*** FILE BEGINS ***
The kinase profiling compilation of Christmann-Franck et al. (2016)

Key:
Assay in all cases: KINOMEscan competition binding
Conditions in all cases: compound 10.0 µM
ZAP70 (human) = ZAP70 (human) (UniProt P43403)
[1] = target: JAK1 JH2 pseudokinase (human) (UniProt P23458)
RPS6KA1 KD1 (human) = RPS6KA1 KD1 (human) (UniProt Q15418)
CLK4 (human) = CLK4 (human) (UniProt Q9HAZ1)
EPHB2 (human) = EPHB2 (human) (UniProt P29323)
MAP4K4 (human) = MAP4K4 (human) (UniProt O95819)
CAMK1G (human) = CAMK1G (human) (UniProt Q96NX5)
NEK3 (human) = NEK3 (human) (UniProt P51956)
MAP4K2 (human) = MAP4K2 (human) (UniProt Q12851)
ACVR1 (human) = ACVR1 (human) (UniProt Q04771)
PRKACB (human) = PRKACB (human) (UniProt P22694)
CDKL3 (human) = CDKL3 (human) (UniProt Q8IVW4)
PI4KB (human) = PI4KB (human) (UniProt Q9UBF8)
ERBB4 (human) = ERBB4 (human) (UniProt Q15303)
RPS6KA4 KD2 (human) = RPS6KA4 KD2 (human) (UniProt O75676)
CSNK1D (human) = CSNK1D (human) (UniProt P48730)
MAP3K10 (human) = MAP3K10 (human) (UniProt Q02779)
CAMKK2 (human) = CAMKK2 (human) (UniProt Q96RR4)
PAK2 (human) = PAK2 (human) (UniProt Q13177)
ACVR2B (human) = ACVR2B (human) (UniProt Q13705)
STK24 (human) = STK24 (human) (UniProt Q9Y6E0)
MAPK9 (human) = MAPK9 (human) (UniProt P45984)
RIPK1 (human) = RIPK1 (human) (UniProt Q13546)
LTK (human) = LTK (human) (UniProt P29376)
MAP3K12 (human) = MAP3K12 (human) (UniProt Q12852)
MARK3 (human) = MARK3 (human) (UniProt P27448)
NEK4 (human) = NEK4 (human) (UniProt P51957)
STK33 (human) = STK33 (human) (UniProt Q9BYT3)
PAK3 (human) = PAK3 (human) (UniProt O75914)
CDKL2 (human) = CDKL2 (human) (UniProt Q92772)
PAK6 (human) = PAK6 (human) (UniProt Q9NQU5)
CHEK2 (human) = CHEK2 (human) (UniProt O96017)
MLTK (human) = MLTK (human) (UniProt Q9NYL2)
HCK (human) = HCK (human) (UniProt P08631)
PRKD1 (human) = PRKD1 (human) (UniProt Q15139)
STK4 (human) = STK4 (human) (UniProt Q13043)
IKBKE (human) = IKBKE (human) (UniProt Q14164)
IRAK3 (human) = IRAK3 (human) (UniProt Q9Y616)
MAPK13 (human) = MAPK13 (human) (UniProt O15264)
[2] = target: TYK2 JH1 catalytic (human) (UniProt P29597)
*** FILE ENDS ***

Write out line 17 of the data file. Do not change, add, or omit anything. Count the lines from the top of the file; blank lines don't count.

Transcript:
PI4KB (human) = PI4KB (human) (UniProt Q9UBF8)